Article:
CNN’s Call to Earth, in its latest segment, explores wildlife and marine conservation in Kenya, featuring renowned conservationist Paula Kahumbu as guest editor.
Kahumbu, who was named the Rolex National Geographic Explorer of the Year for 2021, has devoted her career to protecting elephants from environmental changes and poachers. During her career, Kahumbu has worked as CEO of WildlifeDirect,andmounted a national campaign in 2014, “Hands Off Our Elephants”, which has since seen elephant poaching decrease by 80 percent.
The programme highlights the importance of education surrounding wildlife and marine conservation and how community-led conservation is making a difference in Kenya, both on land and underwater.
Kahumbu believes that education is key to conservation efforts and will inspire people to take action, “This is not so much about advocacy, it’s really about educating people about our animals, our traditional knowledge, our forests and what’s happening to our rivers.”
She encourages young people to get involved by giving them a platform to learn about wildlife and marine conservation. The result, Kahumbu hopes, will be that young people “will be the voice for the animals that can’t speak for themselves, the voice for nature, the voice for rivers, the voice for mountains.”
As climate events such as drought grow more extreme in Kenya, conservancies will become increasingly important for the survival of wildlife. Conservancies make up 13 percent of Kenya’s land area, and are managed and protected by the people or communities who own the land. A conservancy, defined by Dickson Kaelo, CEO of Kenya Wildlife Conservancies, “tackles the underlying factors that are driving biodiversity loss.”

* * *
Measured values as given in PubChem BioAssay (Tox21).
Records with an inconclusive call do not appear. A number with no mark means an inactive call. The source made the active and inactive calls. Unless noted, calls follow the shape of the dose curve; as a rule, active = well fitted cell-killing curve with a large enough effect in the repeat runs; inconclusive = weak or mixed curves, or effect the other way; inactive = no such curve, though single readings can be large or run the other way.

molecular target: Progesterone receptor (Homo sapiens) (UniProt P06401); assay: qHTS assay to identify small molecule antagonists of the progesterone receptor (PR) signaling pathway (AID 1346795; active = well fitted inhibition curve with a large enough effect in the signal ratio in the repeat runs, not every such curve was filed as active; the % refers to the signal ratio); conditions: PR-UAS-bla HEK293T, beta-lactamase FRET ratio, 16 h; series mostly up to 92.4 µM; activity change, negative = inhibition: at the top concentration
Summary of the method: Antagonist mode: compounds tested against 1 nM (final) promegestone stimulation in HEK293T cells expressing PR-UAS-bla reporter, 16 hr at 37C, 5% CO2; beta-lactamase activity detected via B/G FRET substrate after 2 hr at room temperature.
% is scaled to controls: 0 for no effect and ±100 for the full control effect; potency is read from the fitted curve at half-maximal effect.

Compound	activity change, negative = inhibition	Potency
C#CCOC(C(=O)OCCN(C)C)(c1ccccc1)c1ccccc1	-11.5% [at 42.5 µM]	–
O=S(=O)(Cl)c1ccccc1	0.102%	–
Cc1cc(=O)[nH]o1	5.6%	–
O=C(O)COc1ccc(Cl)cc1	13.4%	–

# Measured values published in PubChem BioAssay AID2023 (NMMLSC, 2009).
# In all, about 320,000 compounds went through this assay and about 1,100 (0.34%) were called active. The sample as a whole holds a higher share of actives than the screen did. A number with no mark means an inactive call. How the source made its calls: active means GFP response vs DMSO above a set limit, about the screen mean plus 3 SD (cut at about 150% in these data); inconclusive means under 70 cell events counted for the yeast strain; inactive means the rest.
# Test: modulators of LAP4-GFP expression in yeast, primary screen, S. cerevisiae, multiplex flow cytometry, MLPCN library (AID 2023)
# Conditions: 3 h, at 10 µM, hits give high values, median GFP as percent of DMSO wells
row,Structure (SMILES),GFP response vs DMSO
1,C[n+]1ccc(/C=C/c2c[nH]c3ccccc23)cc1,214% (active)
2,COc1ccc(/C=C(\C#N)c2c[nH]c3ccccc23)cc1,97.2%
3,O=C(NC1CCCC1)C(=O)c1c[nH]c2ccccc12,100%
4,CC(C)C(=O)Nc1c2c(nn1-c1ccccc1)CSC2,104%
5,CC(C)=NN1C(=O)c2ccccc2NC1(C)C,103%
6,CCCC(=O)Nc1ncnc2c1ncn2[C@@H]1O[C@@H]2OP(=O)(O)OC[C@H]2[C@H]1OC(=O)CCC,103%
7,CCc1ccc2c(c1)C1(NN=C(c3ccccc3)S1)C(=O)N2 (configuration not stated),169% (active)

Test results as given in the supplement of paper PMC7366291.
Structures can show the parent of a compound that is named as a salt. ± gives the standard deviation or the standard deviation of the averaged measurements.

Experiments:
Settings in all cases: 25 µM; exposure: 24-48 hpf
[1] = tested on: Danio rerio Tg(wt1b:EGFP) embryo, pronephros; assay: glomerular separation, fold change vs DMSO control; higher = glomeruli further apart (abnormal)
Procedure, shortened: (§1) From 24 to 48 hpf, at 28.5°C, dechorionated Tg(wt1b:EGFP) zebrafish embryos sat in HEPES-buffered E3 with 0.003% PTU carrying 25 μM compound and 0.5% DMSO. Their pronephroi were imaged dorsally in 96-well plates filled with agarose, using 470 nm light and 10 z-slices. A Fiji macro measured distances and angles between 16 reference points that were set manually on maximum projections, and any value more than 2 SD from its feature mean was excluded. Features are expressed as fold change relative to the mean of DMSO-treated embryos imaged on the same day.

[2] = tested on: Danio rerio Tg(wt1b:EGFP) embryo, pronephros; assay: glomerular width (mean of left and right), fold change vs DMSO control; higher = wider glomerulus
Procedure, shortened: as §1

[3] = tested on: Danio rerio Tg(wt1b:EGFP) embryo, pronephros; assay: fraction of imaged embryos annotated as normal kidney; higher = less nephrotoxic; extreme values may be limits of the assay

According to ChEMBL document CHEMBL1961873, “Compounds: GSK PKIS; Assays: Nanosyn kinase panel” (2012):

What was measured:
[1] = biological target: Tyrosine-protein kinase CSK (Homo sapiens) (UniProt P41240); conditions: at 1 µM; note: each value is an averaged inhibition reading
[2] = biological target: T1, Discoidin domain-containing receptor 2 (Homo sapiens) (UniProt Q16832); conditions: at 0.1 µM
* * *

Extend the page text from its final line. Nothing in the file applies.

Kenya is currently in the midst of its worst drought in 40 years. Kaelo explains the impacts of drought on both people and wildlife, “When you have perennial, long-term, severe droughts happening like this one, people have limited choices and they end up selling the land to survive, it has a big impact on tourism and a big impact on wildlife.”
“If wildlife are not able to move over large distances, they affect the environment in a way that negatively impacts them. If the territories of lions are much smaller and have little prey, the lions fight and prides kill each other as a result. The conservancy actually expands the area available for wildlife. In the [Maasai] Mara now it has doubled by the creation of the 22 conservancies,” Kaelo adds.
The success of the conservancies movement not only helps wildlife, but also the local community, according to Kaelo. “When the community begin to see wildlife as their own asset and that actually the benefit that accrue are actually also flowing into them, we’ve seen stewardship coming in back to what it was a few decades back.”
Kahumbu visits the fishing community in the village of Kuruwitu, which has become a model for community-led marine conservation as the locals manage and regulate their own marine sanctuaries.
Environmental Programme Manager of Oceans Alive, Ledama Masidza, highlights the importance of community-led conservation efforts within marine life, “Through appreciating and recognising the authority of the elders, this led to a massive comeback in the fish by almost 400 percent fish biomass increase, a huge recovery in the seagrass by 17 percent recovery, and 30 percent recovery in the coral reefs, bringing back that colour.”
Jawahi Bertrolli, a filmmaker using art to increase awareness in his community, later tells Kahumbu how his film inspired change. In response to community screenings of the film, local beach management units agreed to begin setting up a new marine protected area.
Kahumbu admires all types of conservation efforts and is hopeful for Kenya’s future, “What really gives me hope is when I see so many people getting on with conservation in their own way. There’s a lot of, not just ownership, but pride in conservation now in Kenya.”